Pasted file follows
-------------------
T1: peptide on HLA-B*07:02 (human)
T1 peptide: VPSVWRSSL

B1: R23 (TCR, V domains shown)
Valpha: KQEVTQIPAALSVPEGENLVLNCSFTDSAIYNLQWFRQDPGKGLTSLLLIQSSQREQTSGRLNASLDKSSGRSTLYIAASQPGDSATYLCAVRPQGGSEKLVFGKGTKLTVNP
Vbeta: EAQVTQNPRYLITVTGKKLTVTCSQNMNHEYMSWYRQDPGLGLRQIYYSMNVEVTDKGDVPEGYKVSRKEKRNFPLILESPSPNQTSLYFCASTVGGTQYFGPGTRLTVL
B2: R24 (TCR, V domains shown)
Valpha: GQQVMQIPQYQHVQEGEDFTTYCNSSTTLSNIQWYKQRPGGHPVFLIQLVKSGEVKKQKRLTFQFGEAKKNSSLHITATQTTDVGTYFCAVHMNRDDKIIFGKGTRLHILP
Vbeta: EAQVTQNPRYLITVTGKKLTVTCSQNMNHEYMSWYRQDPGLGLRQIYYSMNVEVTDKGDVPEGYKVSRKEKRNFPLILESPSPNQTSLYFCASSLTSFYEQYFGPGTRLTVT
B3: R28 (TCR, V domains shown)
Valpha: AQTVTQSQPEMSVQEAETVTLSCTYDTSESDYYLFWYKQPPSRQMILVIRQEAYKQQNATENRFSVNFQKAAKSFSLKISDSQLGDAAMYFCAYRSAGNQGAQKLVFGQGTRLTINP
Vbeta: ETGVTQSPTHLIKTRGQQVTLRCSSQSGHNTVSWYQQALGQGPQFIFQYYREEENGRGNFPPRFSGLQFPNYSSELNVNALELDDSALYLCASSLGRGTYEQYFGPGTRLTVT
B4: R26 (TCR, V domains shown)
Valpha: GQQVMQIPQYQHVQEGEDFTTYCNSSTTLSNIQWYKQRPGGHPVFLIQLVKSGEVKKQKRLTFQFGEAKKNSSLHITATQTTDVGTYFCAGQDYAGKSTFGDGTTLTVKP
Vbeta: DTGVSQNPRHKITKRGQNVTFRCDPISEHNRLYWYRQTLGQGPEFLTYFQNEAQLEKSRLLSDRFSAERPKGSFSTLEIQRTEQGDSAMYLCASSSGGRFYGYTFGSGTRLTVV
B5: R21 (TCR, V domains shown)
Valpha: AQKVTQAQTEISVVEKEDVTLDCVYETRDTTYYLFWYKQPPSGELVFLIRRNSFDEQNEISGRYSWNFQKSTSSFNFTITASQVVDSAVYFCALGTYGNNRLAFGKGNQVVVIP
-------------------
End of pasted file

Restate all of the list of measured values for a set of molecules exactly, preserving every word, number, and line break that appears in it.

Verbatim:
T1: peptide on HLA-B*07:02 (human)
T1 peptide: VPSVWRSSL

B1: R23 (TCR, V domains shown)
Valpha: KQEVTQIPAALSVPEGENLVLNCSFTDSAIYNLQWFRQDPGKGLTSLLLIQSSQREQTSGRLNASLDKSSGRSTLYIAASQPGDSATYLCAVRPQGGSEKLVFGKGTKLTVNP
Vbeta: EAQVTQNPRYLITVTGKKLTVTCSQNMNHEYMSWYRQDPGLGLRQIYYSMNVEVTDKGDVPEGYKVSRKEKRNFPLILESPSPNQTSLYFCASTVGGTQYFGPGTRLTVL
B2: R24 (TCR, V domains shown)
Valpha: GQQVMQIPQYQHVQEGEDFTTYCNSSTTLSNIQWYKQRPGGHPVFLIQLVKSGEVKKQKRLTFQFGEAKKNSSLHITATQTTDVGTYFCAVHMNRDDKIIFGKGTRLHILP
Vbeta: EAQVTQNPRYLITVTGKKLTVTCSQNMNHEYMSWYRQDPGLGLRQIYYSMNVEVTDKGDVPEGYKVSRKEKRNFPLILESPSPNQTSLYFCASSLTSFYEQYFGPGTRLTVT
B3: R28 (TCR, V domains shown)
Valpha: AQTVTQSQPEMSVQEAETVTLSCTYDTSESDYYLFWYKQPPSRQMILVIRQEAYKQQNATENRFSVNFQKAAKSFSLKISDSQLGDAAMYFCAYRSAGNQGAQKLVFGQGTRLTINP
Vbeta: ETGVTQSPTHLIKTRGQQVTLRCSSQSGHNTVSWYQQALGQGPQFIFQYYREEENGRGNFPPRFSGLQFPNYSSELNVNALELDDSALYLCASSLGRGTYEQYFGPGTRLTVT
B4: R26 (TCR, V domains shown)
Valpha: GQQVMQIPQYQHVQEGEDFTTYCNSSTTLSNIQWYKQRPGGHPVFLIQLVKSGEVKKQKRLTFQFGEAKKNSSLHITATQTTDVGTYFCAGQDYAGKSTFGDGTTLTVKP
Vbeta: DTGVSQNPRHKITKRGQNVTFRCDPISEHNRLYWYRQTLGQGPEFLTYFQNEAQLEKSRLLSDRFSAERPKGSFSTLEIQRTEQGDSAMYLCASSSGGRFYGYTFGSGTRLTVV
B5: R21 (TCR, V domains shown)
Valpha: AQKVTQAQTEISVVEKEDVTLDCVYETRDTTYYLFWYKQPPSGELVFLIRRNSFDEQNEISGRYSWNFQKSTSSFNFTITASQVVDSAVYFCALGTYGNNRLAFGKGNQVVVIP